Connecting through Canoes and Story

Ivan Pankararú and Leandro Pataxó representing the Pankararú and Pataxó indigenous peoples of Brazil traveled to the Pacific Northwest to join with the Puyallup on this year’s annual Tribal Canoe Journey. The two traveled to this corner of the globe in order to seek knowledge, build relationships and connect with the theme of this year’s journey:  “Loving, Caring, and Sharing Together.” They started their canoe journey at Owen Beach and carried on through Alki Beach, Suquamish, and Tulalip with the final landing ceremony at the host site in Swinomish.

This past summer I got to do some deep hanging out with folks from Brazil and the Puyallup Tribe as we canoed up the Puget Sound. The encounter grew out of a of conversation that occurred nearly one year ago at the home of Geralda Soares in Araçuaí, Brazil. I was to there to help with the FLIP Brazil: Documentary Filmmaking, Human Rights and Global Activism program. Led by Professors Angelica Macklin, Margaret Griesse and Jonathan Warren the program is jointly sponsored by the University of Washington’s Comparative History of Ideas Program, The Latin American Studies Program in the Henry M. Jackson School of International Studies and the Master of Communication in Digital Media (MDCM) program.  The FLIP Brazil program is grounded in the work that Jonathan Warren has been doing for over 20 years and is chronicled in his book, “Racial Revolutions: Antiracism and Indian Resurgence in Brazil.”

I sat around the table with Ivan, Geralda, Jonathan, Angelica, Margaret, Matthew Franco, and Jaquelina Pinheiro Neiva.  Ivan (Chief of the Pankararú indigenous people of Brazil) was telling the tale of how his people have worked to reclaim their land and are now in the process of re-awakening their canoe traditions.

They live near the nexus of two rivers and were known as canoe people until they were driven from their land around 1850. Upon hearing this story and because I had my laptop ready at hand, I pulled up the movie that I had made with the Hoh River Nation documenting the 2002 canoe paddle to Quinault : “Tribal Journey: Celebrating our Ancestors.”  These tribal journeys are part of a series of inter-tribal cultural exchanges reaffirming and re-awakening the canoe cultures of the Northwest coast. The film portrays the celebration of ancestors through the journey of the canoes; along with the art, dance and songs of the participating tribes; through the preparation and sharing of meals and through the celebration of the potlatch (gift giving ceremony).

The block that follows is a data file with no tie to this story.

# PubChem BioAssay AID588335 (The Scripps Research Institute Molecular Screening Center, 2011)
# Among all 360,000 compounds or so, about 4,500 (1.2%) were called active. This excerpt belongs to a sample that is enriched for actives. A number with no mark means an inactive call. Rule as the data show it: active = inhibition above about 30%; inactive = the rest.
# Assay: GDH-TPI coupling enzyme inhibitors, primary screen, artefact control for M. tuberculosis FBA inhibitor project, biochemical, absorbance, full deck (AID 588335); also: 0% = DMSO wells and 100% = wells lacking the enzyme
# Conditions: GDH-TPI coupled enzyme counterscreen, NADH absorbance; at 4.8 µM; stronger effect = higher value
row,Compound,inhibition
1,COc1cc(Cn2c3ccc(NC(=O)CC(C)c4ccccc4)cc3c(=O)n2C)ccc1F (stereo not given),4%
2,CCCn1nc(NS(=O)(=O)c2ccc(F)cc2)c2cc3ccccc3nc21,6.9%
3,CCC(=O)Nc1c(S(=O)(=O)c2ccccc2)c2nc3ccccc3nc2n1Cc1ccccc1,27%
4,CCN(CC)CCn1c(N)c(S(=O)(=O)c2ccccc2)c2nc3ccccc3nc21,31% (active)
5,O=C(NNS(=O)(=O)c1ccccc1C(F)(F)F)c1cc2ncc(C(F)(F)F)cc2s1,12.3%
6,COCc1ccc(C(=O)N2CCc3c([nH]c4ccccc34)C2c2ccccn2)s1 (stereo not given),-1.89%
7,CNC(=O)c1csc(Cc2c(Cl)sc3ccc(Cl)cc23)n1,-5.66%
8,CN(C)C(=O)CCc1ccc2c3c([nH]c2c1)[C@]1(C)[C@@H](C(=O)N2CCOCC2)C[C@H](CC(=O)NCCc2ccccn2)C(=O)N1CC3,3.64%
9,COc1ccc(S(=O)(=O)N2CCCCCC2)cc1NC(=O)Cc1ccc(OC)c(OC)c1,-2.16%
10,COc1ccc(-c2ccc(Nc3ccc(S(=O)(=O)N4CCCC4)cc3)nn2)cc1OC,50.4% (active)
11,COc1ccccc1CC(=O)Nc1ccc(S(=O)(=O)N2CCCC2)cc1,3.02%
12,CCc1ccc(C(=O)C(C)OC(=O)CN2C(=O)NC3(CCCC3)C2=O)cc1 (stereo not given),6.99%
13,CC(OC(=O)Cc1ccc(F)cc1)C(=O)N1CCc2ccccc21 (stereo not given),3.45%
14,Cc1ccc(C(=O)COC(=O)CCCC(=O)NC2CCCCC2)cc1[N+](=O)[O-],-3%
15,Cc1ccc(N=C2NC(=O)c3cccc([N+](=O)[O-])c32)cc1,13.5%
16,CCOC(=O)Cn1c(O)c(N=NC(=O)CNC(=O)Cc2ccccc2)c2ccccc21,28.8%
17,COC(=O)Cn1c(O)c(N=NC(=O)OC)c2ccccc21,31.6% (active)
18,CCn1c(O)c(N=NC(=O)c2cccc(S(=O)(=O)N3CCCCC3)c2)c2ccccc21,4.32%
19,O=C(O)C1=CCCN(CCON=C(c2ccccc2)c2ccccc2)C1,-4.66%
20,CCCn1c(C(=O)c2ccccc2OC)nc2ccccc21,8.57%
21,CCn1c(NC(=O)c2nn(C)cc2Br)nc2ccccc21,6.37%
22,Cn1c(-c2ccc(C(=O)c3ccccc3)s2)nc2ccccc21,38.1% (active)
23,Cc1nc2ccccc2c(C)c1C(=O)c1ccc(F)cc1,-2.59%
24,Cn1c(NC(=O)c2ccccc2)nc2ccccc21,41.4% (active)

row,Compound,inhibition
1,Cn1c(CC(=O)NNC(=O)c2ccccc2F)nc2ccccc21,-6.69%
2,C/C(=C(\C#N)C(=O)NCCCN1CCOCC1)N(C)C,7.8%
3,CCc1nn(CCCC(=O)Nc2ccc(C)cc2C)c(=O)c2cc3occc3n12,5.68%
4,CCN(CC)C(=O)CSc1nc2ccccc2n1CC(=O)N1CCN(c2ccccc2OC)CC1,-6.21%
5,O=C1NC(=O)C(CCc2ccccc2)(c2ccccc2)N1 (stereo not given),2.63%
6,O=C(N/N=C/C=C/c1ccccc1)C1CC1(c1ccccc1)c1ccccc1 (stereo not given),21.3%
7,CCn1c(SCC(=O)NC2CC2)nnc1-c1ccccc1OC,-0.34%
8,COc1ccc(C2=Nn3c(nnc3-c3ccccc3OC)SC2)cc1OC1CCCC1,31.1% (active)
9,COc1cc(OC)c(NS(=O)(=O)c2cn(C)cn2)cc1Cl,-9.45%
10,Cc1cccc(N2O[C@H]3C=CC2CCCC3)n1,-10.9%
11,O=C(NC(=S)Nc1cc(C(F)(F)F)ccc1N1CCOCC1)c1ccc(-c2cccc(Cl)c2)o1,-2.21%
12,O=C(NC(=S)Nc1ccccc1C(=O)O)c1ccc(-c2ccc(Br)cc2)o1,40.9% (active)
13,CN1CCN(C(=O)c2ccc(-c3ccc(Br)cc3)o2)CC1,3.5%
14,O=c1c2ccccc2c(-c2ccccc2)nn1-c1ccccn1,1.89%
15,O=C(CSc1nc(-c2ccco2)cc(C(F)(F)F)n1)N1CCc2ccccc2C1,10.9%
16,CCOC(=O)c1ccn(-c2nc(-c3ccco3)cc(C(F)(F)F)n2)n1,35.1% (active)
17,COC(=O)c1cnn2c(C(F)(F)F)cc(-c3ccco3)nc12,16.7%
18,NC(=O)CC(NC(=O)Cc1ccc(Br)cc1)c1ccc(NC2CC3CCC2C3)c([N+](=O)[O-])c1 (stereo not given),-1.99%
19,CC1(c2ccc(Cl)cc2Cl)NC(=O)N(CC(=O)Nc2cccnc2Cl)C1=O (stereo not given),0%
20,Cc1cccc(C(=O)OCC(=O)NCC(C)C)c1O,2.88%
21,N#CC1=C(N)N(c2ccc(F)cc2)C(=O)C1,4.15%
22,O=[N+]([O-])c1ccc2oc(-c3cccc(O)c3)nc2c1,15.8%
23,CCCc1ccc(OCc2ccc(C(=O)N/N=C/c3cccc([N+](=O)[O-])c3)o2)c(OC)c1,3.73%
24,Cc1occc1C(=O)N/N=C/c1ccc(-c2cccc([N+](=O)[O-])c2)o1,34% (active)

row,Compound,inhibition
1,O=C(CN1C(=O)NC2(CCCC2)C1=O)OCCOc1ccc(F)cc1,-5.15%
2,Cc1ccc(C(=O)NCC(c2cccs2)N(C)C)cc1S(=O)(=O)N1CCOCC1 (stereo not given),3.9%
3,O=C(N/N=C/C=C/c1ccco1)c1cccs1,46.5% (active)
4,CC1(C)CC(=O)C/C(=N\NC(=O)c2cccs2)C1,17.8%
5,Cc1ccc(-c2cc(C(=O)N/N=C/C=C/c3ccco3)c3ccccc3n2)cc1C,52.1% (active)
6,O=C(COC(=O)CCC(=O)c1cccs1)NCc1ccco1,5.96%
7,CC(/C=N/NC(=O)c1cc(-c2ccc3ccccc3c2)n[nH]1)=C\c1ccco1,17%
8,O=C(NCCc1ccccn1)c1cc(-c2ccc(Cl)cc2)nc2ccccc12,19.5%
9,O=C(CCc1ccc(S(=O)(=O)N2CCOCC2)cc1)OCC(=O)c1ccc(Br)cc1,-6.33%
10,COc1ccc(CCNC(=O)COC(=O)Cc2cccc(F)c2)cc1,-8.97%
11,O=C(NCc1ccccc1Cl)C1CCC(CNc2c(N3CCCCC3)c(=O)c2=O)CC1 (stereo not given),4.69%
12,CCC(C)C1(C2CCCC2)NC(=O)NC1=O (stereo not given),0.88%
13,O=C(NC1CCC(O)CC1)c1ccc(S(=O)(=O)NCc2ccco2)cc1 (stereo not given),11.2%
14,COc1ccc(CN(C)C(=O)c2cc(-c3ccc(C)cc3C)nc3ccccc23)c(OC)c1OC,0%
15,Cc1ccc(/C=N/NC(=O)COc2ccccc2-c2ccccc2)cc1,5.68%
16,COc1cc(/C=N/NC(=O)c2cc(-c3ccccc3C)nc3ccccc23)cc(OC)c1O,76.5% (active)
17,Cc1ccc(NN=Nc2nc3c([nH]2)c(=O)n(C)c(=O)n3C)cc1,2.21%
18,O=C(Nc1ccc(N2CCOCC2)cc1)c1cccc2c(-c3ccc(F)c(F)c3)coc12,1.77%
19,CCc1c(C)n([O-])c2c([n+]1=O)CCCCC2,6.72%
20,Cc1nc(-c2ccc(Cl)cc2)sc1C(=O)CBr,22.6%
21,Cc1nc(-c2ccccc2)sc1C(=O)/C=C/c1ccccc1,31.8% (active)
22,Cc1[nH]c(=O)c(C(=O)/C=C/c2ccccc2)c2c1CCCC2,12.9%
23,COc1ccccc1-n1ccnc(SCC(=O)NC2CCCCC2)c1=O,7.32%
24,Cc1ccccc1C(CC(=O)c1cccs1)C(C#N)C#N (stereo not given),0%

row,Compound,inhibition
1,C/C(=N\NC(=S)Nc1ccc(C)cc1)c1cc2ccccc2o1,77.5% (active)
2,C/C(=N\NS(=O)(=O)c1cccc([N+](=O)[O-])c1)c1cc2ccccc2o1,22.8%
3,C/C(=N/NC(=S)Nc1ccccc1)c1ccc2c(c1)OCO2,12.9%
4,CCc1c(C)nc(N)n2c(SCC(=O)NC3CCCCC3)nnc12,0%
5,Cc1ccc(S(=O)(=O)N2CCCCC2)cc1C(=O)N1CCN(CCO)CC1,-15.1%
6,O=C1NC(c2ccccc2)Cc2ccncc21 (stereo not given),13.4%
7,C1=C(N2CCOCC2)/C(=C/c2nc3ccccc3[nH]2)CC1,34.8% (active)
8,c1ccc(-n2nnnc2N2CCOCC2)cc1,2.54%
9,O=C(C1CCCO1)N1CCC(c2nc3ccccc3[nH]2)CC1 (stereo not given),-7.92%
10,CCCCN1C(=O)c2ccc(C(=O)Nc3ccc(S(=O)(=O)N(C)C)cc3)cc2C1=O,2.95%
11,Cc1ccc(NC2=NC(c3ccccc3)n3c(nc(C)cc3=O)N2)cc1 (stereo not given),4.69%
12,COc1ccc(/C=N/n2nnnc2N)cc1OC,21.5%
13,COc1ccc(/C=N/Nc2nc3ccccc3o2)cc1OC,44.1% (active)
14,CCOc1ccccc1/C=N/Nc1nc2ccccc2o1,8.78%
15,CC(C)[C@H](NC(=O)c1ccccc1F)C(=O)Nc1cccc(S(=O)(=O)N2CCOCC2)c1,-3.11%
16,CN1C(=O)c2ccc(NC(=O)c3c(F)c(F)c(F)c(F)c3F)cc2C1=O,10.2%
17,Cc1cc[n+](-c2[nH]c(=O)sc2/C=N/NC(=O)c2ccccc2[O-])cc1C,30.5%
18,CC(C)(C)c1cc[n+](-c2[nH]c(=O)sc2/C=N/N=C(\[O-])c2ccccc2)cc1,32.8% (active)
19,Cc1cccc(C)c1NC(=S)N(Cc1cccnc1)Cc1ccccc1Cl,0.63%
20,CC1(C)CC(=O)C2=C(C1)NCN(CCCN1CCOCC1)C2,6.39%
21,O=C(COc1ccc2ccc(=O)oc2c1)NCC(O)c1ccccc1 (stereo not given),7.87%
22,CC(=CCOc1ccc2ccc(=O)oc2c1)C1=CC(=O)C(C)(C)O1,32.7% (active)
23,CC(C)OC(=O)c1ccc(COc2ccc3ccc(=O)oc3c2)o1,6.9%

After watching the film, the conversation turned when I said, “hey, you should come up to the Northwest and do some deep hanging out through participation in an upcoming paddle.” Ivan then said, “OK, make it happen.” We all looked at each other and said “let’s do it. So with a little help from our friends, we did. Jonathan Warren adds:

“The impetus for the trip had several origins. First, I have always believed that the best way to advance indigenous movements in the Americas is to forge intertribal linkages within and across national boundaries. So for some years I had been hoping to at last link those communities that I have partnered with in Brazil with those in the Puget Sound. Secondly, the Indians in Brazil have always been very anxious to make connections with indigenous communities in the US – I believe for many of the same reasons that I have had, including the belief that such connections will further the indigenous movement in Brazil and elsewhere. So we’ve been searching for ways to make these connections – something that is more difficult than what you might imagine. Thanks to your previous experiences with the NW canoe journey, that sparked the idea of making the connection through that annual ceremony.”

Along with the folks sitting around the table we’d like to thank Suzanne Martin, Carla Simone Barbosa de Brito, Connie McCloud and several members of the Puyallup, Pankararú and Pataxó  communities.  Thanks also go to University of Washington’s Diversity Research Institute, Office of Minority Affairs & Diversity, School of Social Work, Clowes Center, Center for Northwest Studies, and the Master of Communication in Digital Media program for helping to support this encounter.

We also wish to express our deep gratitude for the care that the Puyallup canoe family took in hosting our friends from Brazil.

May the sound of your drums continue to touch the sound-boxes of our souls as the rhythms and ripples of your canoes chart a better humanity for us all.

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